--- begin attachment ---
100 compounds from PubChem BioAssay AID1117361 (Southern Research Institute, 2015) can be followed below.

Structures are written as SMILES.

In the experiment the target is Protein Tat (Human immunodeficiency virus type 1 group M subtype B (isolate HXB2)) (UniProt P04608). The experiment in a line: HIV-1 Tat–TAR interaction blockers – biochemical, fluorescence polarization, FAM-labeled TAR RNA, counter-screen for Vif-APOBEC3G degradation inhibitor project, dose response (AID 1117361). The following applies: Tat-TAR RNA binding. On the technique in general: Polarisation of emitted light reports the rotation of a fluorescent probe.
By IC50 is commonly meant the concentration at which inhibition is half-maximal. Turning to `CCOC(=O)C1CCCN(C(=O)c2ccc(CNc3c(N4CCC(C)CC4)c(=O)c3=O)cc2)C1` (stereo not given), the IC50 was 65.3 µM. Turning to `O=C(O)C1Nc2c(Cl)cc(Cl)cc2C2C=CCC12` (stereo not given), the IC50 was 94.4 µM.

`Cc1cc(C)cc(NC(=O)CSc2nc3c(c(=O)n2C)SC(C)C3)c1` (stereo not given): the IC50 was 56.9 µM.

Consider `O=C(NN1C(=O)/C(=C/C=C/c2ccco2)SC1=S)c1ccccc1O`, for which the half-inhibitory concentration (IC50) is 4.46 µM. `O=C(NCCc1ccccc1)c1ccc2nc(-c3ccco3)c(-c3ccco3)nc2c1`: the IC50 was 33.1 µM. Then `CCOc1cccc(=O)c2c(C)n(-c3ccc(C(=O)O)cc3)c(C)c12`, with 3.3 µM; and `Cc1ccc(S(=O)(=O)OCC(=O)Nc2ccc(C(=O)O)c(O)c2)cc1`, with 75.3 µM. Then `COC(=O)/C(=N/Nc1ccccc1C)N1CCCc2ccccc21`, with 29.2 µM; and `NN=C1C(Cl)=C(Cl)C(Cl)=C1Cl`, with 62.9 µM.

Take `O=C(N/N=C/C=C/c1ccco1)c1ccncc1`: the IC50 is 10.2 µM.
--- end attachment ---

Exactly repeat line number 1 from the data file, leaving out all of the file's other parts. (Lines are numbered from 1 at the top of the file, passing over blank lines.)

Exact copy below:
100 compounds from PubChem BioAssay AID1117361 (Southern Research Institute, 2015) can be followed below.